Cops' failure to place material evidence on record helps accused get acquitted | chandigarh | Hindustan Times
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Cops' failure to place material evidence on record helps accused get acquitted

chandigarh Updated: Jun 24, 2015 10:09 IST
Shailee Dogra
Shailee Dogra
Hindustan Times

The non-seriousness with which the UT police are pursuing cases in court came to the fore when it "forgot" to place on record material evidence in form of photographs they claimed were taken of an accused driving a tractor-trailer carrying illegally mined sand and attacking and injuring forest guards and cops, thereby facilitating his acquittal.

Hari Ram, a labourer hailing from Hardoi in Uttar Pradesh and residing in Kaimbwala village, was booked on March 17, 2013, on the complaint of deputy conservator of forest Kuldeep Sharma. Sharma complained that he was told about illegal mining in Kaimbwala village by the UT forest department staff. Around ten persons and five tractor-trailers were involved in the crime, he had said. The offenders attacked the staff and police personnel and escaped, but one of them was caught along with a tractor-trailer, he had alleged.

The court, however, found his statement inadmissible, as he admitted that he did not go to the spot and his complaint was based on hearsay.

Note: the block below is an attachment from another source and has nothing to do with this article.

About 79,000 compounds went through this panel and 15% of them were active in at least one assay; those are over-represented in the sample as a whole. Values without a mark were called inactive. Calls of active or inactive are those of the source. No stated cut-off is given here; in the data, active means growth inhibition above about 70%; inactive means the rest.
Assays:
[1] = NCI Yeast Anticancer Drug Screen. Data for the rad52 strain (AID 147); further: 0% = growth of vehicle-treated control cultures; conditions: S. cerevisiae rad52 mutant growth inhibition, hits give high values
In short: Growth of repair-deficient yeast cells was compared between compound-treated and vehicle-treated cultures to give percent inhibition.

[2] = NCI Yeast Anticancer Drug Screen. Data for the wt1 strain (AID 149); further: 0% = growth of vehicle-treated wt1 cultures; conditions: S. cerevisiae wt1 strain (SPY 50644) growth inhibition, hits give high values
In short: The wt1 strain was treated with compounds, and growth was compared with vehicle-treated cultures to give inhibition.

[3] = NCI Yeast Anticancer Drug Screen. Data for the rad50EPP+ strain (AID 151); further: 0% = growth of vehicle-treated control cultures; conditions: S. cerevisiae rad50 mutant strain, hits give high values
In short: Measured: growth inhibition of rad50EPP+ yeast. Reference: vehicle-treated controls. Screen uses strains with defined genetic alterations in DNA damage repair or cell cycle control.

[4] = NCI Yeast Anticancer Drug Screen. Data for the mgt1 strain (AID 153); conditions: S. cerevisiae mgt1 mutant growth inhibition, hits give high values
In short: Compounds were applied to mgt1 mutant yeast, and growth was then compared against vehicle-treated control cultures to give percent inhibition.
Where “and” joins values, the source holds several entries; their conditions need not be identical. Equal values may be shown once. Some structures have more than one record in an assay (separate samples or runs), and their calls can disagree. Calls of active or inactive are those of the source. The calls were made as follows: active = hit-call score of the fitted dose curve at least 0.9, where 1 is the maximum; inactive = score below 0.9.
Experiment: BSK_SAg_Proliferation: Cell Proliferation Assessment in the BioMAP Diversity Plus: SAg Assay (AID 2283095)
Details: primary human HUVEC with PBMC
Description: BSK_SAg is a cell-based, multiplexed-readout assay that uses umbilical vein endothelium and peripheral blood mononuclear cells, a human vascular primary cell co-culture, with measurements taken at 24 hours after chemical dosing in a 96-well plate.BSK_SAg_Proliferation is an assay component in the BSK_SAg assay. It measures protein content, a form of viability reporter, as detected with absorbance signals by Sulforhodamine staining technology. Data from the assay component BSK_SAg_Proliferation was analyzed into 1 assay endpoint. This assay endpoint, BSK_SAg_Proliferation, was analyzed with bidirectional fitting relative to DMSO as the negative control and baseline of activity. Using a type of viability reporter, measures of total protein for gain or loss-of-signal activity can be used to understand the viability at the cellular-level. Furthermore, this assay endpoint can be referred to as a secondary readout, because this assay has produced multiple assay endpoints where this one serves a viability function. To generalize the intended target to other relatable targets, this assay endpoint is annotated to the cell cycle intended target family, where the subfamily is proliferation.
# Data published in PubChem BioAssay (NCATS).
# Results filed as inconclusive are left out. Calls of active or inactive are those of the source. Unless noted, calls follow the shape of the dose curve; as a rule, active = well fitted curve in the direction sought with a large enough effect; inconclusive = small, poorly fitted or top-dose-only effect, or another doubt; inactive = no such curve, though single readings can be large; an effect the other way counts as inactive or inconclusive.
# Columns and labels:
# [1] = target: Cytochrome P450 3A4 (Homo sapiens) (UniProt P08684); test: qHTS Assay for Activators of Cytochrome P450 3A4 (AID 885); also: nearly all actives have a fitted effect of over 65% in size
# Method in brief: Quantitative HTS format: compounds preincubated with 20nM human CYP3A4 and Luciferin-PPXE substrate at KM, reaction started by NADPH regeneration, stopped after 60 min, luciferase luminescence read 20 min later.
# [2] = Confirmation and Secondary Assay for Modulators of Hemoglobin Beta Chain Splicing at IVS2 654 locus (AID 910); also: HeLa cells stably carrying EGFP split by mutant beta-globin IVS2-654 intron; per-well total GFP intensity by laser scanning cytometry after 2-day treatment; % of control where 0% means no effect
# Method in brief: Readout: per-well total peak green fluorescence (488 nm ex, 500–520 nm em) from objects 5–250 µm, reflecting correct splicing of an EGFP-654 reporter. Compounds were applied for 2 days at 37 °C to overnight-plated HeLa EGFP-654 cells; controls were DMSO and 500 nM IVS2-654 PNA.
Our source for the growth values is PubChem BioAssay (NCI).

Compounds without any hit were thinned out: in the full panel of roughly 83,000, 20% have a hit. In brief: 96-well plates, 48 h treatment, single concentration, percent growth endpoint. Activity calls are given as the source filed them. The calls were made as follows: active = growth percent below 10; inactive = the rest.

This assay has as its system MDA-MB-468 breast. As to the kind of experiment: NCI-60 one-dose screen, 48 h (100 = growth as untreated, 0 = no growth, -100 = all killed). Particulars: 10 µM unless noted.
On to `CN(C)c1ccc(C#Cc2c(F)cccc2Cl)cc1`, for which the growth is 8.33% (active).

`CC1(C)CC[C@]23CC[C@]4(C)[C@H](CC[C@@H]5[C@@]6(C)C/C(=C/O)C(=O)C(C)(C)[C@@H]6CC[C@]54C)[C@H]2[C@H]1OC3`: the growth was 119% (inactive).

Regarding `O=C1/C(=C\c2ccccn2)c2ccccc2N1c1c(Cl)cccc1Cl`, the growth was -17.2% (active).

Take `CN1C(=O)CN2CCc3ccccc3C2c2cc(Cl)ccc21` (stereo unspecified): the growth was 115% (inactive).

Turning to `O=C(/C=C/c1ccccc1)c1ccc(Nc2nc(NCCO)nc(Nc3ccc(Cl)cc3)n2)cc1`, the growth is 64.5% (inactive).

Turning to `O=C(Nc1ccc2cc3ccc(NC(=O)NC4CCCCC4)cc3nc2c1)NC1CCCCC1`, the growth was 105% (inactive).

Also, while the police claimed that Hari Ram was arrested on the statement of and identification by Amrik Singh, a forest guard who had spotted the illegal mining and was attacked and injured on trying to stop it, the guard during his testimony said that Hari Ram did not cause any injury to him. He told the court he had complained against Kaka and Jaggi, but the police arrested Hari Ram.

Acquitting Hari Ram, judicial magistrate Pamelpreet Grewal said: "The prosecution has miserably failed to prove the guilt of the accused. Rather, the non-production of photographs showing accused Hari Ram driving the tractor-trailer and attacking the officials, the injured Amrik Singh claiming that the accused Hari Ram did not cause injury to him, rather injury was caused by Kaka and Jaggi, against whom he had given a complaint, and other material discrepancies creates doubt regarding genuineness and veracity of the case."

Commenting specifically on the failure to produce the photographs of the crime, the court said: "Photographs which showed accused Hari Ram driving the tractor-trailer and attacking the staff of the forest department and police officials was the best evidence but the same has not been produced by the prosecution for reasons best known to them. Also, no explanation had been put forward."

Discrepancies that left police red-faced

The police despite claims of having clicked photographs of Hari Ram driving the sand-laden tractor-trailer and injuring forest guards and cops, failed to place these on record as evidence.

The court found the statement of complainant Kuldeep Sharma, deputy conservator of forest, inadmissible as he admitted he was not present at the spot.

Injured forest guard Amrik Singh, during his testimony, said he had complained against two other persons, but cops arrested Hari Ram.